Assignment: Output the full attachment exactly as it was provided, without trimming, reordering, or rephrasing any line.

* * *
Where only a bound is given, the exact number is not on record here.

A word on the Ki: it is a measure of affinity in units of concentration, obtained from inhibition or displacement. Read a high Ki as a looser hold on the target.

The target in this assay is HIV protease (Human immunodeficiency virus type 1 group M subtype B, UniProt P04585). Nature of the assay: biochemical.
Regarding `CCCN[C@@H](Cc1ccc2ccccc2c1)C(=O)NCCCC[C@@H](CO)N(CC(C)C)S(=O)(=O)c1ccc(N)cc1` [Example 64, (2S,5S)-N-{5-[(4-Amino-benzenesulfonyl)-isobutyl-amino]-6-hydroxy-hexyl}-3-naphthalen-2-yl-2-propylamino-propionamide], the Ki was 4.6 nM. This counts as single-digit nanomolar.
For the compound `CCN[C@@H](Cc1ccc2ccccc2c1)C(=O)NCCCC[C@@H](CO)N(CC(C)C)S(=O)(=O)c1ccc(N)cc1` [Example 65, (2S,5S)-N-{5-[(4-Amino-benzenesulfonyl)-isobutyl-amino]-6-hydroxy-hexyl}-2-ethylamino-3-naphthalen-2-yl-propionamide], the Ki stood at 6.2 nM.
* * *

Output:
Where only a bound is given, the exact number is not on record here.

A word on the Ki: it is a measure of affinity in units of concentration, obtained from inhibition or displacement. Read a high Ki as a looser hold on the target.

The target in this assay is HIV protease (Human immunodeficiency virus type 1 group M subtype B, UniProt P04585). Nature of the assay: biochemical.
Regarding `CCCN[C@@H](Cc1ccc2ccccc2c1)C(=O)NCCCC[C@@H](CO)N(CC(C)C)S(=O)(=O)c1ccc(N)cc1` [Example 64, (2S,5S)-N-{5-[(4-Amino-benzenesulfonyl)-isobutyl-amino]-6-hydroxy-hexyl}-3-naphthalen-2-yl-2-propylamino-propionamide], the Ki was 4.6 nM. This counts as single-digit nanomolar.
For the compound `CCN[C@@H](Cc1ccc2ccccc2c1)C(=O)NCCCC[C@@H](CO)N(CC(C)C)S(=O)(=O)c1ccc(N)cc1` [Example 65, (2S,5S)-N-{5-[(4-Amino-benzenesulfonyl)-isobutyl-amino]-6-hydroxy-hexyl}-2-ethylamino-3-naphthalen-2-yl-propionamide], the Ki stood at 6.2 nM.